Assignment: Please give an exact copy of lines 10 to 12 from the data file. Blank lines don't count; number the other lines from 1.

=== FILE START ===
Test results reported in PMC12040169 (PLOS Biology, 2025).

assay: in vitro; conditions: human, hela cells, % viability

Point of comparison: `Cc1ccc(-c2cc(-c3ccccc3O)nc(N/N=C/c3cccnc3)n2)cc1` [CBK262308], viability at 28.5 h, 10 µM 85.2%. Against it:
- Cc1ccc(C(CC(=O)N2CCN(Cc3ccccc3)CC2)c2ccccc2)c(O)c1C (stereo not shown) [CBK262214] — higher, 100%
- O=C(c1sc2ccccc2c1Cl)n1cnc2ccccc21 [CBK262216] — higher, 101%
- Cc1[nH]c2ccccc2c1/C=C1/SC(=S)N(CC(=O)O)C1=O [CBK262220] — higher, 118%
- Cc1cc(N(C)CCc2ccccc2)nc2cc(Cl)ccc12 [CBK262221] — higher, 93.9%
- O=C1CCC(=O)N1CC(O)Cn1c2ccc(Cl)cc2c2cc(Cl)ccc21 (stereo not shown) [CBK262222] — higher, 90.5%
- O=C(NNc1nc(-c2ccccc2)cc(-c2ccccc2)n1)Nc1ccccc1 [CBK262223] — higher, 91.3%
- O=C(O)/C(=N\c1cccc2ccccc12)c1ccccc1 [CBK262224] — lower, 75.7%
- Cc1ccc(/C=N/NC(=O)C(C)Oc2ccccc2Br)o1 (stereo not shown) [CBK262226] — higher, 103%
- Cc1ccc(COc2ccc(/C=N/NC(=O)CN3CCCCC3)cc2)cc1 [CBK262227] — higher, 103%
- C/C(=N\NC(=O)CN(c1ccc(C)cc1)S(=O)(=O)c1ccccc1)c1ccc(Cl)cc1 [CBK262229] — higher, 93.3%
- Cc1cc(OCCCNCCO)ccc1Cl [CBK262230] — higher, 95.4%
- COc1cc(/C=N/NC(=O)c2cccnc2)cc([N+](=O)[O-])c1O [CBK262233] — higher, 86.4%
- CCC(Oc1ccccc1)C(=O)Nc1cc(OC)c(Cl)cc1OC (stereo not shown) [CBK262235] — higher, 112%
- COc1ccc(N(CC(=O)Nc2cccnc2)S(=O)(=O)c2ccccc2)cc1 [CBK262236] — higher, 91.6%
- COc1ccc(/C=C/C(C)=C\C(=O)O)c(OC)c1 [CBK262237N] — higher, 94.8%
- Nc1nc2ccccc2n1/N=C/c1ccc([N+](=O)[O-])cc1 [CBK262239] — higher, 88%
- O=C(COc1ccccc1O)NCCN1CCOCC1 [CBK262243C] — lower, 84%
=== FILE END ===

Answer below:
- O=C(O)/C(=N\c1cccc2ccccc12)c1ccccc1 [CBK262224] — lower, 75.7%
- Cc1ccc(/C=N/NC(=O)C(C)Oc2ccccc2Br)o1 (stereo not shown) [CBK262226] — higher, 103%
- Cc1ccc(COc2ccc(/C=N/NC(=O)CN3CCCCC3)cc2)cc1 [CBK262227] — higher, 103%